According to this article on CNet's news.com site:
Yahoo on Tuesday said it is shutting down several broadcast services, including its financial news program Finance Vision and Yahoo Radio. The closures will result in fewer than 30 layoffs, said Henry Sohn, Yahoo's vice president and general manager for network services.
Yahoo has been refocusing its businesses after an early growth spurt that featured a string of pricey acquisitions, including a $5 billion stock purchase of Broadcast.com in 1999 that thrust the company into streaming services. That industry has suffered as harsh a downturn as many with the burst of the dot-com bubble, thanks to high expenses and a tough advertising market.
I was right. Back when Yahoo launched Finance Vision, I said it was stupid idea--a large void into which we (well, Yahoo as a company) would pour buckets of cash, seeing little return.
We were told that it was important to be the first in the on-line streaming space. If we produced original content back in 2000, then when broadband became ubiquitous users would turn do us. The argument made sense, but the assumptions behind it were terribly flawed. A few people listened to me, but mostly folks just drank the Kool-Aid.
The biggest problem is that the adoption rate of broadband technology wasn't anywhere near the predictions that folks were citing. It was clear to me that broadband was going to take at least 5 years to become popular enough for it to be a money-making business. Of course, Yahoo had money to burn at the time (and still does), but that didn't mean it was right.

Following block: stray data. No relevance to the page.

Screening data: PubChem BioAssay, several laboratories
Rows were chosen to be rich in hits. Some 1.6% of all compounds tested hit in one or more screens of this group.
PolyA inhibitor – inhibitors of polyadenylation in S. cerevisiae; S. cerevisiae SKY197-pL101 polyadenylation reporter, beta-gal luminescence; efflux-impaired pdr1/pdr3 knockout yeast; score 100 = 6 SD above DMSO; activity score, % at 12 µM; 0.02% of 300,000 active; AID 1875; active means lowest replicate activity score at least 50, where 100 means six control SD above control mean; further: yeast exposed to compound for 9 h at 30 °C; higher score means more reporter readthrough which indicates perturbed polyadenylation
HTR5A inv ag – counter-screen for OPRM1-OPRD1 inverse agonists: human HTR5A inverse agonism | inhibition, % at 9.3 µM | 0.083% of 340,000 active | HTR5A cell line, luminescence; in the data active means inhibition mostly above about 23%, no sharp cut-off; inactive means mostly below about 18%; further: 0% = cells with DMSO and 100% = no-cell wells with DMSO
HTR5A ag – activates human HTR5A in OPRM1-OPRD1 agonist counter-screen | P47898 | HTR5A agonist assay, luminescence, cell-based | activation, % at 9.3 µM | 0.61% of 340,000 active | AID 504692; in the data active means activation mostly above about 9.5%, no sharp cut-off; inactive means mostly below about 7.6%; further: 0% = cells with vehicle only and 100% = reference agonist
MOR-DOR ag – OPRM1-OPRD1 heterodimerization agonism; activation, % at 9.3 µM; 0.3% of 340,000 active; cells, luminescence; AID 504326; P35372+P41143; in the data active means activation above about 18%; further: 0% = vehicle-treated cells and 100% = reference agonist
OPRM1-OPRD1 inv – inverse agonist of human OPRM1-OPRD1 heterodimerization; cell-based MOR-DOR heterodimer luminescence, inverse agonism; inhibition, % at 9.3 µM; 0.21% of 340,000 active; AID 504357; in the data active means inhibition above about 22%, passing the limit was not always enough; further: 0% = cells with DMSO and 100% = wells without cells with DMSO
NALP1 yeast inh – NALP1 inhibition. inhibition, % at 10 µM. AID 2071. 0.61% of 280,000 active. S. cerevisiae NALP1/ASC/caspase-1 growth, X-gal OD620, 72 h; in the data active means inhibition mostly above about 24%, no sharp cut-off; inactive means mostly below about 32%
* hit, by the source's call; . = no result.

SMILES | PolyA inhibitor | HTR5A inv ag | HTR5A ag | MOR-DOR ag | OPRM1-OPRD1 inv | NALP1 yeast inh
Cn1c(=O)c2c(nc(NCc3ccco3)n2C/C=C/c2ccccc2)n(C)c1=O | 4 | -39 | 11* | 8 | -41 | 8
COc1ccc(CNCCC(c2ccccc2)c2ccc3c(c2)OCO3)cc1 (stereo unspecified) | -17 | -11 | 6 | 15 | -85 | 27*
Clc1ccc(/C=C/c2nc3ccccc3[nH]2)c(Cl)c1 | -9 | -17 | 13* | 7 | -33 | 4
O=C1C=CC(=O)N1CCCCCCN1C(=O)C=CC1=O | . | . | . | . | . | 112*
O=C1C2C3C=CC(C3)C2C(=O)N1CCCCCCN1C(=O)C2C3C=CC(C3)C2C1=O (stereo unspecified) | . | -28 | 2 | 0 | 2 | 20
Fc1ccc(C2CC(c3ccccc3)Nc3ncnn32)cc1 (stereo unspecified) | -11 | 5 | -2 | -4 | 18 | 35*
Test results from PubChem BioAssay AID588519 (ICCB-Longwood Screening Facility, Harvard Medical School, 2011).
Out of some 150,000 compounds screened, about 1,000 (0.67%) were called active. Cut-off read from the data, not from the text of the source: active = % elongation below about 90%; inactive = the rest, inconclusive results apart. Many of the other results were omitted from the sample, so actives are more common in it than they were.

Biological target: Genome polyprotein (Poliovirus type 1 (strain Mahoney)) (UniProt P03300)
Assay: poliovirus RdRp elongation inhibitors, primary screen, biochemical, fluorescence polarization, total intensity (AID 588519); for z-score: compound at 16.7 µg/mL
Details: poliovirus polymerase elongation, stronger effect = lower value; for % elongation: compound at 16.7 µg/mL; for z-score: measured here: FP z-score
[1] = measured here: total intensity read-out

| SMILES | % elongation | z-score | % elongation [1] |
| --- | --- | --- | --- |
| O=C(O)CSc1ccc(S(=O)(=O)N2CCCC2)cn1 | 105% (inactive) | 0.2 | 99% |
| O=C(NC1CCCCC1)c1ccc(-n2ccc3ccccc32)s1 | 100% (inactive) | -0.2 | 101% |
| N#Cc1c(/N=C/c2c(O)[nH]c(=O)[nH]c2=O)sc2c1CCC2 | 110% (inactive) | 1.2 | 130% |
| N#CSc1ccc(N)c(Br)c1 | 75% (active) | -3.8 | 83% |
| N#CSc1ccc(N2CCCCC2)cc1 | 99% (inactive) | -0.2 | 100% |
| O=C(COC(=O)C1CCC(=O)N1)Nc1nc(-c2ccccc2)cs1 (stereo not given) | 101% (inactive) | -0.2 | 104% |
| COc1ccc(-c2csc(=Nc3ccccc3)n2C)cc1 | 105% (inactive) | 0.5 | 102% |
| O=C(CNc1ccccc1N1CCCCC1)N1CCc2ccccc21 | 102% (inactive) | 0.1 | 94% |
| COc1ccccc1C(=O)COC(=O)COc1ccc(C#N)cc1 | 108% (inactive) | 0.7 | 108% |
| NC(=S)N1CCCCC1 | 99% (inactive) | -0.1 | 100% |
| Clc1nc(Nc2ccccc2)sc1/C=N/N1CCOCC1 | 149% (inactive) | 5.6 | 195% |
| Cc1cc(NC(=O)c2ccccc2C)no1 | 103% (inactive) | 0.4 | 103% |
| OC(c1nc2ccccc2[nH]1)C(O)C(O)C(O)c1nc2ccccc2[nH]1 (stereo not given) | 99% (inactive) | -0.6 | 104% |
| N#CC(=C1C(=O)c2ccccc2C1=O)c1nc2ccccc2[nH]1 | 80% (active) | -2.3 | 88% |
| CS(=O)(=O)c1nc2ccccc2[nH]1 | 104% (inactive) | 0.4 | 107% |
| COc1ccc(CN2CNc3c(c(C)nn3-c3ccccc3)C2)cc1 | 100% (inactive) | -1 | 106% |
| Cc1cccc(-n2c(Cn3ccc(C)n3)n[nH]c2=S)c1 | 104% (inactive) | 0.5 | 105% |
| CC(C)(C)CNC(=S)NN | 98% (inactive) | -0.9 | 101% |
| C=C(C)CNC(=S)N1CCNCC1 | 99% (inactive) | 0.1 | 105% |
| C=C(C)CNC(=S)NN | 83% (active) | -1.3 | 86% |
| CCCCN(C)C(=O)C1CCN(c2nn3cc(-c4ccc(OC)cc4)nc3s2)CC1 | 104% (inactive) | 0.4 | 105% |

Then, when the first round of layoffs hit in early 2001, some of us expected Finance Vision and similar services to vanish. Why? They never made us a dime. The infrastructure was expensive to build and maintain. There was no sign of it becoming profitable. And we didn't have many viewers. But they kept it going.
When the second round of layoffs hit, I was certain that Finance Vision would be axed. It was not.
Oh, well. It's good to see the right folks finally coming to their senses. Better late than never. I just hope they learned the lesson. We cannot afford to repeat it.
Posted by jzawodn at June 25, 2002 09:15 PM